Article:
To explain it another way, since that sounded a bit convoluted to me...

In bash, when you SSH to another machine, you are using the ssh client. The server you are connecting to is an ssh server. it is able to be one as it has the SSH daemon installed and running. For a more familiar example, firefox and a web server. Firefox is a client (ssh from bash), which connects you to a server, which is running Apache (ssh server daemon). If you have Firefox installed on a computer, you don't automatically have the ability to use another firefox browser to connect to it and see pages.

So, with Ubuntu's default configuration, you have ssh-client installed, to be used from within bash (think of the Firefox example). To allow for connections, you need to have openssh-server installed (as you would need Apache installed). the easiest way of doing this is to run sudo apt-get install openssh-server. I hope the explanation helped, and you didn't just jump to the quick answer.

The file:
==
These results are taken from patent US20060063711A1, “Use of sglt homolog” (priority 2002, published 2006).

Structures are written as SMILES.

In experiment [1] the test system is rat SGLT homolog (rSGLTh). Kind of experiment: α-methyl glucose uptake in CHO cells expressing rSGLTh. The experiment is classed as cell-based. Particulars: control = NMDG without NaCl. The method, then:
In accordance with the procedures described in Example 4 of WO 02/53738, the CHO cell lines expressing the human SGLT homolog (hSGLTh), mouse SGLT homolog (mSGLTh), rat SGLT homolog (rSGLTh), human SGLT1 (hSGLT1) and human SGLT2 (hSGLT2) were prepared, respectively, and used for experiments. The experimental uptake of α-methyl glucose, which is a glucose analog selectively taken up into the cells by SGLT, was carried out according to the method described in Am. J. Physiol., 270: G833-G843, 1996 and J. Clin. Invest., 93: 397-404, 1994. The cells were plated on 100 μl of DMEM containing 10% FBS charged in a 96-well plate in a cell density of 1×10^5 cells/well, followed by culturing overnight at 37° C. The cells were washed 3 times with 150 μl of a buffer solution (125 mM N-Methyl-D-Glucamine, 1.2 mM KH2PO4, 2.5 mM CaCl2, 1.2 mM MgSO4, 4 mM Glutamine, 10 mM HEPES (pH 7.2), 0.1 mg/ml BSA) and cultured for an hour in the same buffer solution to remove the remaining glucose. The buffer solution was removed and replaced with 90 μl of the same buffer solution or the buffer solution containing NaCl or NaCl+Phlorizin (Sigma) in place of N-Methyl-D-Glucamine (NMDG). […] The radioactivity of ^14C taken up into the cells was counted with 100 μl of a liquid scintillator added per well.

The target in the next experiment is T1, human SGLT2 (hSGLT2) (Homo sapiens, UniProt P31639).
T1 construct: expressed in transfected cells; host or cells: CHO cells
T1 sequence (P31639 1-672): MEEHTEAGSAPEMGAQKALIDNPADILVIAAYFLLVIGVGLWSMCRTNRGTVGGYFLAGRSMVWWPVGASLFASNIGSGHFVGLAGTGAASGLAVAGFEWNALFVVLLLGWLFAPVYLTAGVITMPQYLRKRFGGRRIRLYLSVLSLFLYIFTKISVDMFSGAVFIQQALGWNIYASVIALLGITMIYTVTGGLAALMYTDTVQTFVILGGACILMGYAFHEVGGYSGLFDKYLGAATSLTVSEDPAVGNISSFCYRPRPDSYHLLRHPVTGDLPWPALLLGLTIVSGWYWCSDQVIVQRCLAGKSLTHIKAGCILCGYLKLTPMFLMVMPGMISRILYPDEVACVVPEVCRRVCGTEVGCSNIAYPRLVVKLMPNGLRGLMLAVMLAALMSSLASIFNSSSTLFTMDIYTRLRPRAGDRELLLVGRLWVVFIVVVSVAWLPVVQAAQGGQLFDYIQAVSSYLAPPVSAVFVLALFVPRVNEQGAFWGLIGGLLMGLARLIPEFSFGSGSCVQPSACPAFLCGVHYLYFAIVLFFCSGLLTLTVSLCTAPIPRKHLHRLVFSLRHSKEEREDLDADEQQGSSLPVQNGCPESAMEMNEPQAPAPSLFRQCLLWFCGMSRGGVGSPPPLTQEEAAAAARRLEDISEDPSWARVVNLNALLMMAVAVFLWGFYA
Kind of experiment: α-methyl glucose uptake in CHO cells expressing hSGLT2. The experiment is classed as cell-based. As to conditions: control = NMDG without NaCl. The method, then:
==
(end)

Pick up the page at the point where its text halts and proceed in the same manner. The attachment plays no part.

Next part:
Old 12-08-2007, 04:14 AM   #8
ajeetraina
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I can only use wget to downlaod the openssh-server.Can anyone help me to download?Other options are not working??
 
Old 12-08-2007, 04:29 AM   #9
matthewg42
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Quote:
Originally Posted by ajeetraina View Post
Dude...ssh package is there...I can ssh to remote machine but when I am trying to ssh from remote windows or linux machine its not working
But do you just have the client part installed? If so, what you describe is exactly that I expect, You have to install the server part too. With ssh:

client = outgoing connections
server = incoming connections

Open a terminal and enter this command:
Code:
aptitude search openssh
The output will probably look like this:
Code:
i   openssh-client  - secure shell client, an rlogin/rsh/rcp replacement
p   openssh-server  - secure shell server, an rshd replacement